What is a Term Sheet
A term sheet is a nonbinding agreement setting forth the basic terms and conditions under which an investment will be made. A term sheet serves as a template to develop more detailed legal documents. Once the parties involved reach an agreement on the details laid out in the term sheet, a binding agreement or contract that conforms to the term sheet details is then drawn up.
BREAKING DOWN Term Sheet
A term sheet lays the groundwork for ensuring that the parties involved in a business transaction agree on most major aspects of the deal, thereby precluding the possibility of a misunderstanding and lessening the likelihood of unnecessary disputes. It also ensures that expensive legal charges involved in drawing up a binding agreement or contract are not incurred prematurely.
Term sheets are not generally considered legally binding and are therefore seen as unenforceable in a legal sense. In that regard, a term sheet may seem similar to a letter of intent when the action is predominately one-sided, as in acquisitions, or a working document to serve as a jumping-off point for more intensive negotiations.
Common Aspects of Term Sheets
Term sheets, at times referred to as memorandums of understanding, serve as a summary of the terms being discussed or offered. Essentially all term sheets will contain certain elements, such as information pertaining to the identification of the parties involved. The basic information surrounding any involved assets will be outlined, as well as an initial purchase price, often accompanied by contingencies that may constitute a change in aforementioned, and the form of payment that will be supplied. Often, there is an acceptance period, providing a time frame for a response regarding the information set forth in the term sheets.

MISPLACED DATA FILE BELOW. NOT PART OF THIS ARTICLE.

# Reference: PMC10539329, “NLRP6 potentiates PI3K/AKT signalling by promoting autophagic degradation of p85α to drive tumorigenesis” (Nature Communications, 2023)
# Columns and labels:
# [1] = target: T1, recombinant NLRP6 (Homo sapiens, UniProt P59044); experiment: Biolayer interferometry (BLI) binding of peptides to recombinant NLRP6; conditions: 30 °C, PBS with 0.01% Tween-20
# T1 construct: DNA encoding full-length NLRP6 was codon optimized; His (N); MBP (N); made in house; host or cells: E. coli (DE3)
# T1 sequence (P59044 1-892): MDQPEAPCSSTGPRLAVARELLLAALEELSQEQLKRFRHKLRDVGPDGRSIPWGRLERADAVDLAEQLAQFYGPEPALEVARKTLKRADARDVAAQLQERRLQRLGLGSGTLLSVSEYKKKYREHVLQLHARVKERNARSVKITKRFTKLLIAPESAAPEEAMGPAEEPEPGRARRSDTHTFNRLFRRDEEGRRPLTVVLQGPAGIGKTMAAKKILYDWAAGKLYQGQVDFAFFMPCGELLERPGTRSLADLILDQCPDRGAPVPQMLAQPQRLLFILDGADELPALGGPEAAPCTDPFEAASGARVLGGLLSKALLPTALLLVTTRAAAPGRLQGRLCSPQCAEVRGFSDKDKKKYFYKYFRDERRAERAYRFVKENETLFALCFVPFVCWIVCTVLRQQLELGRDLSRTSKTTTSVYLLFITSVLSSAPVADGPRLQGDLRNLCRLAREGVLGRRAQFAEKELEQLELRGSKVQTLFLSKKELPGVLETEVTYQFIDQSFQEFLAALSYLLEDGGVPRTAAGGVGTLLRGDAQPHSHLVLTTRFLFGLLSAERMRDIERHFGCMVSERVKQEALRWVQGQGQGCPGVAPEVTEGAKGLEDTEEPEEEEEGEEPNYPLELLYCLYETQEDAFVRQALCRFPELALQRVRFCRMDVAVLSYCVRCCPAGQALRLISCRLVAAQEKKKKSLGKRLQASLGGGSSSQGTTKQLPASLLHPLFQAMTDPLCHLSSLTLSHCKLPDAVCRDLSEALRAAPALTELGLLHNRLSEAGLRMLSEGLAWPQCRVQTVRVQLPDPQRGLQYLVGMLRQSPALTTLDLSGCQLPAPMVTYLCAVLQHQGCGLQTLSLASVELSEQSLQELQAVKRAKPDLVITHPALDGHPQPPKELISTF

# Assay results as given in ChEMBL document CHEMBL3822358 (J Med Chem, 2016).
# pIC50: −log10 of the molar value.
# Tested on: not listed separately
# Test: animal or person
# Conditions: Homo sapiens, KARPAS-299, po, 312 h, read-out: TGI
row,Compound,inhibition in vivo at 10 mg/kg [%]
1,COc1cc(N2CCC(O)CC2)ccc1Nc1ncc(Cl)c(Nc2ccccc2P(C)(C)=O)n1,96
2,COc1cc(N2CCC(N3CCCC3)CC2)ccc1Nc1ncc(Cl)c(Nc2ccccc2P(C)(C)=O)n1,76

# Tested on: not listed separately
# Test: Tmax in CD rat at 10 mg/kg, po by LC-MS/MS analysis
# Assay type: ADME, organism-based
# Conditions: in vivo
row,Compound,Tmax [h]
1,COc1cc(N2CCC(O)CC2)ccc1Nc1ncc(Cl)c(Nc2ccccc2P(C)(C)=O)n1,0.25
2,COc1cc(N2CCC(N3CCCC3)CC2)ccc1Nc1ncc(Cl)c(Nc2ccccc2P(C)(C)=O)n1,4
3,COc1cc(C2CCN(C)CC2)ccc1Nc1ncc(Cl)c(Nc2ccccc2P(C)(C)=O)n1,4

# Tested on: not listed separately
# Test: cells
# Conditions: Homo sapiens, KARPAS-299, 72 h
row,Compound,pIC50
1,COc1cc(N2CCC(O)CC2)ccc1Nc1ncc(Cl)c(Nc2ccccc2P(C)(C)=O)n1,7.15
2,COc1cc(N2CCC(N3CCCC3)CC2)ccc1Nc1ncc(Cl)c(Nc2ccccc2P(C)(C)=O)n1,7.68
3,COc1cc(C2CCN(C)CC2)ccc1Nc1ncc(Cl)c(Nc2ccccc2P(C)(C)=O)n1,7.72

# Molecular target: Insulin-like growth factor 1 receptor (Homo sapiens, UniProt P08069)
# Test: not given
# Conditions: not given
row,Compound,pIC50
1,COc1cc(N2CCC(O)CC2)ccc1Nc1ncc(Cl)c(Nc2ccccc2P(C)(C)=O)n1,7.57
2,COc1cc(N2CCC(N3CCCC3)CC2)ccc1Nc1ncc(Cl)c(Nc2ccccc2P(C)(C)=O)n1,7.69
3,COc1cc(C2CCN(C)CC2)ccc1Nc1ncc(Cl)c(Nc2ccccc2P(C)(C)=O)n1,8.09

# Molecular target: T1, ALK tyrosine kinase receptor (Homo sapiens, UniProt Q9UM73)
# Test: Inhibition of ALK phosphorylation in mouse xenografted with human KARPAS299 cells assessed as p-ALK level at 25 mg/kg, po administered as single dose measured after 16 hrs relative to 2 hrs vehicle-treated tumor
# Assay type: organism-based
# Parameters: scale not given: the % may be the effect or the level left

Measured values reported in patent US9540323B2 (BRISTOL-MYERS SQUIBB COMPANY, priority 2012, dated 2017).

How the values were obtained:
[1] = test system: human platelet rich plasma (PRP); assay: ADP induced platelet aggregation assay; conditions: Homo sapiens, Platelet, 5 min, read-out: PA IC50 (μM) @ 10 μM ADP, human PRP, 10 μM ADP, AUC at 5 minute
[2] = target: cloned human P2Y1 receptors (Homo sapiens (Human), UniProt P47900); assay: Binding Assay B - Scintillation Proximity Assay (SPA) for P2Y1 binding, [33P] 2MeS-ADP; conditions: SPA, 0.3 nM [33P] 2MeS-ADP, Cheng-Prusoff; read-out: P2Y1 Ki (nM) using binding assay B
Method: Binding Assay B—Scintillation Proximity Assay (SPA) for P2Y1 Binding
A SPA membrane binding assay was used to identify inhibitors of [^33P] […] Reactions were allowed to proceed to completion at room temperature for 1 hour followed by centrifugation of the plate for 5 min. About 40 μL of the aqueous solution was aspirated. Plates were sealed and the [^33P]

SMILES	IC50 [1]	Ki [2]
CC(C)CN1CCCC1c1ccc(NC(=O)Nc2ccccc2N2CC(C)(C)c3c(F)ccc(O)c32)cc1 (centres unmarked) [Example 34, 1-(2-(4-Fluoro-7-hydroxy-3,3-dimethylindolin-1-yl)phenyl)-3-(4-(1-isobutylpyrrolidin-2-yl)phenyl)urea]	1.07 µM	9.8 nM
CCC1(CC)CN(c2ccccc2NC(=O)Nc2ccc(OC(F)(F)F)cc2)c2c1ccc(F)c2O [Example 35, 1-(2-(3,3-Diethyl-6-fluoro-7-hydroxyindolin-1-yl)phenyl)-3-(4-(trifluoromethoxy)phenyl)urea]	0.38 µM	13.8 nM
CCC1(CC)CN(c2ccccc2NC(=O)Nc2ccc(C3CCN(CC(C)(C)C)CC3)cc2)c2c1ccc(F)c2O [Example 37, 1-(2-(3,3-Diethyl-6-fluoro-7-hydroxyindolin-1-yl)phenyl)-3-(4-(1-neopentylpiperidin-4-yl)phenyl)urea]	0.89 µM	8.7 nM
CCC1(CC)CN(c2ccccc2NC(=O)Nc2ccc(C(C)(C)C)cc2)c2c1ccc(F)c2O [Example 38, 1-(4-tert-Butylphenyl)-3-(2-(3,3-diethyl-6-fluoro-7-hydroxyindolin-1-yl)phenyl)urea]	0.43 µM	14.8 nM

Term Sheets in Use
Term sheets generally cover the more important aspects of a deal without going into every minor detail and contingency covered by a binding contract. For example, a term sheet from a venture capital company that is investing in an early-stage company may contain such details as the amount of investment, the percentage stake sought, anti-dilutive provisions and the valuation.
A term sheet may also be used as part of a merger or attempted acquisition. The term sheet typically contains information regarding the initial purchase price offer and preferred payment method, as well as what assets are included in the deal. It may also contain information regarding what, if anything, is excluded from the deal or any items that may be considered requirements by one or both parties.